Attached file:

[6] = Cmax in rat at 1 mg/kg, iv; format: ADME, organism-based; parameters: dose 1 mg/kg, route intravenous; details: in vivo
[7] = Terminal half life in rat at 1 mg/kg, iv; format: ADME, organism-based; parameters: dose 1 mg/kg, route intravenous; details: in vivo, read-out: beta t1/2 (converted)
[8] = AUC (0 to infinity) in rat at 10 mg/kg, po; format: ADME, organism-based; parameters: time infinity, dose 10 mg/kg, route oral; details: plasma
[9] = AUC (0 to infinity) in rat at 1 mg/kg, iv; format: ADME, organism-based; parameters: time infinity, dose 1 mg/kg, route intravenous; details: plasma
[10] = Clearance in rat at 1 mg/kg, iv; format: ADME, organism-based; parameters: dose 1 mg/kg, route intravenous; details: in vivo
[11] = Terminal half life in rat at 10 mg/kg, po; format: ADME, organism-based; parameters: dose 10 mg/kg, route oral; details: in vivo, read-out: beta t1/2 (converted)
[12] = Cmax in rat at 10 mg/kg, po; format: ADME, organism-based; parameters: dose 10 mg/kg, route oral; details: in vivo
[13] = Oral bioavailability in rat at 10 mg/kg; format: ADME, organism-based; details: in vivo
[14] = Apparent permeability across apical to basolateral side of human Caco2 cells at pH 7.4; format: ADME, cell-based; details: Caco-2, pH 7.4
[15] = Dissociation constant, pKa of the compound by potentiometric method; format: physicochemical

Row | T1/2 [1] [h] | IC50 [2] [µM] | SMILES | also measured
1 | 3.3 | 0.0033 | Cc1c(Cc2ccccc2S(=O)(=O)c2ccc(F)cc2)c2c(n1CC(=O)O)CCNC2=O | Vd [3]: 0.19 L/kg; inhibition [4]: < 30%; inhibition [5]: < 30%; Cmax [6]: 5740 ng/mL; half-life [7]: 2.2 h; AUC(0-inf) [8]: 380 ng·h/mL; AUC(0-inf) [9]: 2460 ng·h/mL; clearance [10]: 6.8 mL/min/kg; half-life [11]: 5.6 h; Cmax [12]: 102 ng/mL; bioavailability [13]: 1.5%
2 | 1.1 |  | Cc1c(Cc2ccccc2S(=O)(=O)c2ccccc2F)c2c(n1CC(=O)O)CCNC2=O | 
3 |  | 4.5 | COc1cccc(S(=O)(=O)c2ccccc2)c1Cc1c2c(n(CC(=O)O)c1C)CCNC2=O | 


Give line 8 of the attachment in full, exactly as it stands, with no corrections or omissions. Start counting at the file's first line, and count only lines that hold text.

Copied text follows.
[13] = Oral bioavailability in rat at 10 mg/kg; format: ADME, organism-based; details: in vivo